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November 24, 1909. THE PRESBYTERIA1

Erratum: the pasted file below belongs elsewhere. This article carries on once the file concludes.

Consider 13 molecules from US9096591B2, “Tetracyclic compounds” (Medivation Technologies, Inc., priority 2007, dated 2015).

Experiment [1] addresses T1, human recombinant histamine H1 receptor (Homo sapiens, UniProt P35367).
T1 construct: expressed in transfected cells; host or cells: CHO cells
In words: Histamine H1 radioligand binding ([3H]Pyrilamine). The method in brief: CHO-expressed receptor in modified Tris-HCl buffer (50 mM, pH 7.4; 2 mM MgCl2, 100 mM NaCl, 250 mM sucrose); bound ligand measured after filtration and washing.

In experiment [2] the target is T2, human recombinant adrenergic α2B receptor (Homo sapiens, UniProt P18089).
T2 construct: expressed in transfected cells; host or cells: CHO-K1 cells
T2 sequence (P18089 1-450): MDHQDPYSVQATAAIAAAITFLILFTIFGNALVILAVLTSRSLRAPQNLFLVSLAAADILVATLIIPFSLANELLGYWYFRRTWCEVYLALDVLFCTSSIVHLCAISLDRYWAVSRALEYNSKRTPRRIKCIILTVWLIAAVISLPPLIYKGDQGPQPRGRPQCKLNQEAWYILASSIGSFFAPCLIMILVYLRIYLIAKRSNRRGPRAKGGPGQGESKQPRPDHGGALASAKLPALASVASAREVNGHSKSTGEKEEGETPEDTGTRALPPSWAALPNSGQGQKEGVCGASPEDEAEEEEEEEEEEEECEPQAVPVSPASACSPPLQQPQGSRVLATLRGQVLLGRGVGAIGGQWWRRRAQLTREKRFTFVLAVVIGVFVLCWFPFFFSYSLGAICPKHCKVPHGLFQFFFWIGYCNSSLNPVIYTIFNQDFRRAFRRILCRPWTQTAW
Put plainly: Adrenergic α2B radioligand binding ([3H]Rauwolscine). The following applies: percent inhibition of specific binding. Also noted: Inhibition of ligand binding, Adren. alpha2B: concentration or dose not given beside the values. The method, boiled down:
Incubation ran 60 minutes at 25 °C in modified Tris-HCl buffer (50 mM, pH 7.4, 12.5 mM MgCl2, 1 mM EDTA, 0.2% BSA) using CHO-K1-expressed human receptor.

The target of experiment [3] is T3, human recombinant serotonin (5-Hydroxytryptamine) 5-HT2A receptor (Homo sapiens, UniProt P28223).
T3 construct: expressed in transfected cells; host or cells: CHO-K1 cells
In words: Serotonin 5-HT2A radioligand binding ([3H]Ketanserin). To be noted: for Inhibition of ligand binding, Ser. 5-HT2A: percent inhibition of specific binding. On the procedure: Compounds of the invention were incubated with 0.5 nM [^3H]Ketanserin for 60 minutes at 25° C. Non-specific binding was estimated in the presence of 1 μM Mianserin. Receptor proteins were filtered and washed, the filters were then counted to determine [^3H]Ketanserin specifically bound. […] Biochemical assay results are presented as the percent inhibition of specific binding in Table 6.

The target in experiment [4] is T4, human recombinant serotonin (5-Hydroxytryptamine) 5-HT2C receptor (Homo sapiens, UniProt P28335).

there not something useful they could teach the people?for instance, how to make soap? The missionaries were dismayed. But James Cameron came to the rescue. "Come back in a week," he said, "and perhaps we may be able to answer her majesty's question." Promptly at the end of a week they came again, and there waiting for them were two bars of soap made entirely from materials found in the island! These two bars of soap saved the mission for the next five years. The queen was so delighted that she at once made a contract with the mission to supply the government with soap and teach some of the young nobles how to make it?a contract which took nearly five years for its fulfilment, doubtless because It was not hurried very fast. Knowing that at any time they might be driven from the island, the missionaries now redoubled their efforts, their greatest desire being to leave the entire Bible in the hands of the converts should they be compelled to go away. In March, 1830, the first edition of 3,000 copies of the New Testament were ready for distribution, but the Old Testament was still far from completion. But at length the dark clouds of persecution began to gather. The first indication of the coming storm was a proclamation issued in July, 1834, forbidding the people to itmii iu >oau auu nine aii;l?uoie savtJ 1U Llie bCUUUlg eSUlUlished by the government. Others followed which were evidently aimed against the Christians, and <n January, 1835, the following charges were preferred against them before the chief judges?charges which give strong testimony to the purity and consistency of their lives: 1. They despise the idols. 2. They are always praying. 3. They will not swear by the opposite sex. 4. Their women are chaste. 5. They are of one mind in regard to their religion. 6. They observe the Sabbath as a sacred day. Sunday School | PAUL ON THE GRACE OF GIVING. December 5, 1909; 2 Cor. 8: 1-15. GOLDEN TEXT.?"Remember the words of the Lord Jesus, how he said, it is more blessed to give than to receive."?Acts 20: 35. Mon.?2 Cor. 8: 1-15. Th ? Rrnri 2fi- 1-7 T.?2 Cor. 9. P.?Deut. 16: 9-17. W.?Exod. 35:20-29. S.?Prov. 11: 23-31. S.?1 Chron. 29: 6-19. SHORTER CATECHISM. Q. 84. What doth every sin deserve? A. Every sin deserveth God's wrath and curse, both in this life and that which is to come. TOPICAL OUTLINE. How Paul Stimulates Liberal Giving? By the example of liberal Christians, vs. 1-6. By the thought of Christ's sacrifice, vs. 7-9. By broad principles of beneflcience, vs. 10-15. LfcSSUIN UUmMtlN T o. The company of believers in Judea knew but little of the churches that had sprung into active life along the lines of the Journeys and labors of Paul and his companions in Asia Minor, in Macedonia and in Greece. The absence of any means of easy and rapid communication rendered it impos oible for these two departments of the Church to have frequent and fraternal correspondence. Besides this, the Judean church being largely composed of Jews and the Western church largely of gentiles, these two departments of the Church were not very much disposed to know each other intimately. The barrier between Jew and gentile was stubborn and required time and varied-experiences, some of them verytrying, to get it out of the way. One of these experiences that contributed mightily to the removal of this "middle wall of partition" is the real basis of this lesson. By reason of drought, commercial depression resulting from political dusturbances or persecution, the Christians in Judea were in great straits. A famine was at hand. They must have help or puffer. t N OF THE SOUTH. 13 Paul laid the case before the churches of Macedonia, of Greece and Achala. At once (in Macedonia) a new grace, a strange spectacle to the selfishness of natural men came into view and was at once recognized as one of the most potent and efficient means of conquest. God bestowed upon the churches in Macedonia "the grace of giving." Right in the midst of the gentile world, subject as it was to the basest and most pitilessly selfish manner of life, there arose as a new and splendid star in the heavens this grace. It Would be difficult to overestimate its power. Paul himself appears to uuve ueen amazea, tnough delighted. So mighty was this grace that it was was most manifest among the poorer members of the churches and they urged Paul to receive their gifts and transport them to Judea for the relief of their suffering brethren there. Titus had evidently brought the matter in part before the church in Corinth on his former visit to that church, Paul had written about it also, and now in bearing this second letter of the Apostle, Titus is commissioned under God to complete this grace of giving for the relief of God's suffering saints in Judea. It will be seen by careful reading that He seeks to awaken this grace in them also by the following facts or methods: . 1. He would have them know what God has done for the churches in Macedonia. If he had attributed the merit to the churches themselves, it would most likely have awakened feelings of envy and jealousy. Giving the glory to God, however, would awaken a huneerim? nnrt ttitroHnn, -*~Vi D ? -v?0 OIICI llgui,eousness after this grace. Grace begets grace. The story of a revival simply recited has often been God's means of a revival in otner churches. 2. He presented this not as a burden that had been imposed upon the churches of Macedonia, but as a privilege that they had claimed in order to fill out the demands of their own joy. It was no "grinding" process. It was a joy, the repression of which would not and could not be tolerated. Here is seen the true animus of giving. It is cheerful, joyr ful. See Jno. 3: 16. 3. This grace Involved and was indeed preceeded by the gift of themselves to God and to Paul for the service of God In Christ. Truly that was a great revival?the emergence of a great stream of new life and power. Amid such conditions there is no thought as mention of "begging" for money for the needs of the Church of Christ. The begging is from the elver! hA?a thnf Ho Tnow .J - ?, M -_o- v?- maj ud biiuwcu me privilege or giving. 4. The growth of grace ought to be with even progress. The Corinthian Christians had faith, were good talkers, were intelligent, were earnest Christians, loved Paul; now this quiet, sturdy grace of giving should have its place by the side of the others. 5. This was the shining grace of Christ. "Ye know the grace of the Lord Jesus who though he was rich yet for your sakes he became poor that ye through his poverty might be rich." A giving believer, one who gives in joy and love is like his Redeemer. 5. They had made a beginning a year ago and had ex pressed a willingness to give. This sort of willingness was of little worth unless they actually did the giving. A will without the work is of no worth. ' 6. The great law of the body of Christ is this hidden, but real insistence: Evenness, and equality of burdens. When one member suffers, all must suffer. The joy of one pervades all. So it was in the Church in the wilderness. There was enough manna for all and it was never the design of grace to selfishly permit one to be filled to overflowing while another is empty and in want. Grace develops a beautiful quality among all members. Here is a most vital truth. "For I say not this that others may be eased and ye distressed; but by equality your abundance being a supply at this present time for their want, that their abundance also may Decome a supply for your want; that there may be equality; as it is written, He that gathereth much had nothing over; and he that gathered little had no lack." "If a brother or sister be naked and in lack of dally food and one of you say unto them, Go in peace, be ye warmed and filled and yet ye give them not the things needful to the body; What doth it profit?" R. B. Willis.